When it comes to the Negro Leagues and the position of catcher the first name that pops into most folks’ heads is Josh Gibson. That’s understandable, Gibson is the only player who I feel gives Bullet Rogan an actual run for his money as the greatest player of all time. After Gibson, the next name that people will blurt out on the subject of catchers in the Negro Leagues is Roy Campanella. Though nowhere near the level of Gibson, Campy is an all-time great and worthy of all the praise he ever receives. For those not steeped in Negro Leagues lore that’s about where the list of great catchers ends. That leaves the rest of us shaking our heads and asking, “what about Biz Mackey?”
Chances are that Mackey’s name is familiar to you, but not a name that jumps out at you. Most likely you know Mackey from his 2006 induction into the National Baseball Hall of Fame and through the positive word of mouth that Campanella and others passed down about the Negro Leagues legend. The truth of the matter is that Mackey is a great example of why baseball fans need to spend more time digging into the history of the Negro Leagues. There was only one Biz Mackey and when all was said and done the only catcher in the history of baseball who stands above him is the aforementioned Gibson.
That may seem like high praise and it most definitely is that. It may also seem like an exaggeration of his stature within the game. That couldn’t be further from the truth because when I think of the epitome of the modern catcher it is Mackey who first springs to my mind and no one else. The product of Los Angeles didn’t reinvent the wheel when it came to catching, he simply did everything better than any catcher that came before him and most who came after. There are countless stories about Mackey’s defensive prowess and his ability to call a game. Unfortunately, defensive accolades in the Negro Leagues are strictly word of mouth for the most part.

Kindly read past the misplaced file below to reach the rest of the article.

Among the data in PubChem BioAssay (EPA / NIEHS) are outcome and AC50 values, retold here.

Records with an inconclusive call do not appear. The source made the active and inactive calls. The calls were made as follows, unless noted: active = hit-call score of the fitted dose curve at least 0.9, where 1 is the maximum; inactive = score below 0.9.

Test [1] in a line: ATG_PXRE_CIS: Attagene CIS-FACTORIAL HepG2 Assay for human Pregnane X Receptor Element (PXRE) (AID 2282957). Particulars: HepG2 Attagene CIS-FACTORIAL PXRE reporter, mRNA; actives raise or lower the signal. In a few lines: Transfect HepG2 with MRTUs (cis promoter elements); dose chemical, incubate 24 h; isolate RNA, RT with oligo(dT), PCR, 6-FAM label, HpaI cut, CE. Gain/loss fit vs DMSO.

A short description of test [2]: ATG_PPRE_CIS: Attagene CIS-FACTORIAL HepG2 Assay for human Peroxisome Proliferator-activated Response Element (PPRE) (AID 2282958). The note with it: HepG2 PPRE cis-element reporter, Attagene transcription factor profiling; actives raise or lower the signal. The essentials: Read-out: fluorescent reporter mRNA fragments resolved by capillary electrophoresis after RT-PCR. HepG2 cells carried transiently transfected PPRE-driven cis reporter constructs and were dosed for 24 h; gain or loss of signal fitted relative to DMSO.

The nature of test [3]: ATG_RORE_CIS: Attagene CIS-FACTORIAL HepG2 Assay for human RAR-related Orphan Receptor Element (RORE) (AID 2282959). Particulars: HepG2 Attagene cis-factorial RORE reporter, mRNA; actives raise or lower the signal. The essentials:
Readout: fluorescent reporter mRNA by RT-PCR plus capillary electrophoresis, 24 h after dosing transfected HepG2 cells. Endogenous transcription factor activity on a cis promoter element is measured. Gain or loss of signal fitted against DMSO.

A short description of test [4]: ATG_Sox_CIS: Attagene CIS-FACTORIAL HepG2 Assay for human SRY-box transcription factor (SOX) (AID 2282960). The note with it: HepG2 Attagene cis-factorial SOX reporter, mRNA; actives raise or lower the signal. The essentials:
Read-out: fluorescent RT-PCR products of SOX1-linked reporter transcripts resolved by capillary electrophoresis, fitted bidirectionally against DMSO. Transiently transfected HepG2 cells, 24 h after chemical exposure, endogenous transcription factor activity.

It’s a good thing then that we have ample evidence of how great Mackey was with a bat in his hands. His 162 game average taking his career numbers into account comes to a slash line of .330/.393/.473 with a 133 OPS+ and twice as many walks as strikeouts. Sure, you may say to yourself, those are pretty good numbers for a 162 game average but they don’t really seem all that special. In response, I’d ask you to keep a few things in mind. Mackey played in the 1920s and 1930s where Negro Leagues sluggers were far outweighed by contact hitters. In addition, his amazing defense isn’t included in those statistics. Lastly, Mackey was incredibly consistent, putting up numbers similar to those for the entirety of his career.
If we were to distill Mackey’s career down to one season it would have to be 1923. He had been gobbled up by the Hilldale Club for the Eastern Colored League’s inaugural season. Mackey then proceeded to have, arguably, the best year of his career. In 219 plate appearances, he slashed .412/.448/.573 with a 183 OPS+ and a .451 wOBA. He was the best player in the league from the first pitch to the very last and the main driving force behind Hilldale taking home the very first ECL championship.
In a lot of ways, Mackey’s sWAR in 1923 is a summation of why he never seems to get the respect he deserves among baseball’s greatest catchers. He put up monstrous stats but because he played a shorter schedule and his defense could not be quantified he ended up with a relatively low total of 2.6. That’s just one number though and for as much as I use the statistic, WAR is not the end-all and be-all of gauging a baseball player. Mackey’s accompanying black ink in 1923 combined with the consistency of great numbers throughout his career and the word of mouth present Mackey just as he was, one of the best to ever catch a baseball game.
Lead photo courtesy of Unknown – National Baseball Hall of Fame Library